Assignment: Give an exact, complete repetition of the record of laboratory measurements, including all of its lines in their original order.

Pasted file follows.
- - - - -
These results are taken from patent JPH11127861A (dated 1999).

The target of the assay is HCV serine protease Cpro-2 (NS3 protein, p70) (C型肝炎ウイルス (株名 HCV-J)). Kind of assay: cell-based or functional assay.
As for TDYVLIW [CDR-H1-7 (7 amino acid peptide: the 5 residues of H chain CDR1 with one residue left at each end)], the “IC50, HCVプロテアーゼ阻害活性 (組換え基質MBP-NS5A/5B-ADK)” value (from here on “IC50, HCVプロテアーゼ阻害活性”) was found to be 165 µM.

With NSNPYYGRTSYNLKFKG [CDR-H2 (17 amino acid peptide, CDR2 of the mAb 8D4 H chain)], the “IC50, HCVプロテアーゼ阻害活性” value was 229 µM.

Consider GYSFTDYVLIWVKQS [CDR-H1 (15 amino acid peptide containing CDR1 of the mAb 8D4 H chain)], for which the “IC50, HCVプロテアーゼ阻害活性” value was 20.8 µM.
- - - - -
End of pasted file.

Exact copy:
These results are taken from patent JPH11127861A (dated 1999).

The target of the assay is HCV serine protease Cpro-2 (NS3 protein, p70) (C型肝炎ウイルス (株名 HCV-J)). Kind of assay: cell-based or functional assay.
As for TDYVLIW [CDR-H1-7 (7 amino acid peptide: the 5 residues of H chain CDR1 with one residue left at each end)], the “IC50, HCVプロテアーゼ阻害活性 (組換え基質MBP-NS5A/5B-ADK)” value (from here on “IC50, HCVプロテアーゼ阻害活性”) was found to be 165 µM.

With NSNPYYGRTSYNLKFKG [CDR-H2 (17 amino acid peptide, CDR2 of the mAb 8D4 H chain)], the “IC50, HCVプロテアーゼ阻害活性” value was 229 µM.

Consider GYSFTDYVLIWVKQS [CDR-H1 (15 amino acid peptide containing CDR1 of the mAb 8D4 H chain)], for which the “IC50, HCVプロテアーゼ阻害活性” value was 20.8 µM.